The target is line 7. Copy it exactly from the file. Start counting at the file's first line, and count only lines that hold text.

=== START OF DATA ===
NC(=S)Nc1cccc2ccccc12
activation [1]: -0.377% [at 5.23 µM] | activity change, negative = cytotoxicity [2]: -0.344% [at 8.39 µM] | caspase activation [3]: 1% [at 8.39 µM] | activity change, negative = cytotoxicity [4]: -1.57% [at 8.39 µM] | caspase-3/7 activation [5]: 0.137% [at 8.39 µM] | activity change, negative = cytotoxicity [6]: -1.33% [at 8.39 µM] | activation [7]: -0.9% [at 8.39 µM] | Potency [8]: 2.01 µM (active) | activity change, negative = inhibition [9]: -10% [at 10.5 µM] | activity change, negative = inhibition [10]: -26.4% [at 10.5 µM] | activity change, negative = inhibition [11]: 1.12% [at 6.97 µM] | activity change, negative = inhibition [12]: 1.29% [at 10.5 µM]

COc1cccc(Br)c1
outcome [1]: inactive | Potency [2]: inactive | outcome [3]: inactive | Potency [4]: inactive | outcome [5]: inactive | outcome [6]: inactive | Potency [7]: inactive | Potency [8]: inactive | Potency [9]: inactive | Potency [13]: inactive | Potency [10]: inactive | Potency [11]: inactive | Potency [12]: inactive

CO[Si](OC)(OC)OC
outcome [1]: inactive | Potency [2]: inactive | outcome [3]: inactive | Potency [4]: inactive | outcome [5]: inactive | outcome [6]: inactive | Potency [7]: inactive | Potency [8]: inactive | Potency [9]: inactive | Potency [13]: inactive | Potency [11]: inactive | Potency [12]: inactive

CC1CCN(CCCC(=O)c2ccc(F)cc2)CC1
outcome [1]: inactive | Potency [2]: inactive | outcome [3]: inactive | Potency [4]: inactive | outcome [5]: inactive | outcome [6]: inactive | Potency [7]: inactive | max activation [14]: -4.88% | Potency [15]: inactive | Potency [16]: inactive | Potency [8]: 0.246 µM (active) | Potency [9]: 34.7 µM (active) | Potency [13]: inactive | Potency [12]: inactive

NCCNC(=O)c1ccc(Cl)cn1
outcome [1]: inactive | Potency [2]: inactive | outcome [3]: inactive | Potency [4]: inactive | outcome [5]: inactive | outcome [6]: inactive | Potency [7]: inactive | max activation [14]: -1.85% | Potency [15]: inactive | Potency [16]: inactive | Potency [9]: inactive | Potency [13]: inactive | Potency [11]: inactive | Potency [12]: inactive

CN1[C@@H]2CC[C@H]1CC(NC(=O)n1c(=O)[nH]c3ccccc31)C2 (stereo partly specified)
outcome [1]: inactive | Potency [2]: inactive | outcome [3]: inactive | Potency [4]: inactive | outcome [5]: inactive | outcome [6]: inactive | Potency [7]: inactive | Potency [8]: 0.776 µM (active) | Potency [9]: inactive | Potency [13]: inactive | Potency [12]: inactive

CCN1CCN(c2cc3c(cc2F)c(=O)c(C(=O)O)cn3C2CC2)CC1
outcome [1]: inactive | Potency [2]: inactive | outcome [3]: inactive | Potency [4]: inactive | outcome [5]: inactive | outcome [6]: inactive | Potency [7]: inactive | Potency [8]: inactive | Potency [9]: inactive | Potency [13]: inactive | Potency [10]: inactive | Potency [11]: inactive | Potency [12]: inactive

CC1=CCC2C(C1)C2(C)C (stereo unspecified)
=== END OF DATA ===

CC1CCN(CCCC(=O)c2ccc(F)cc2)CC1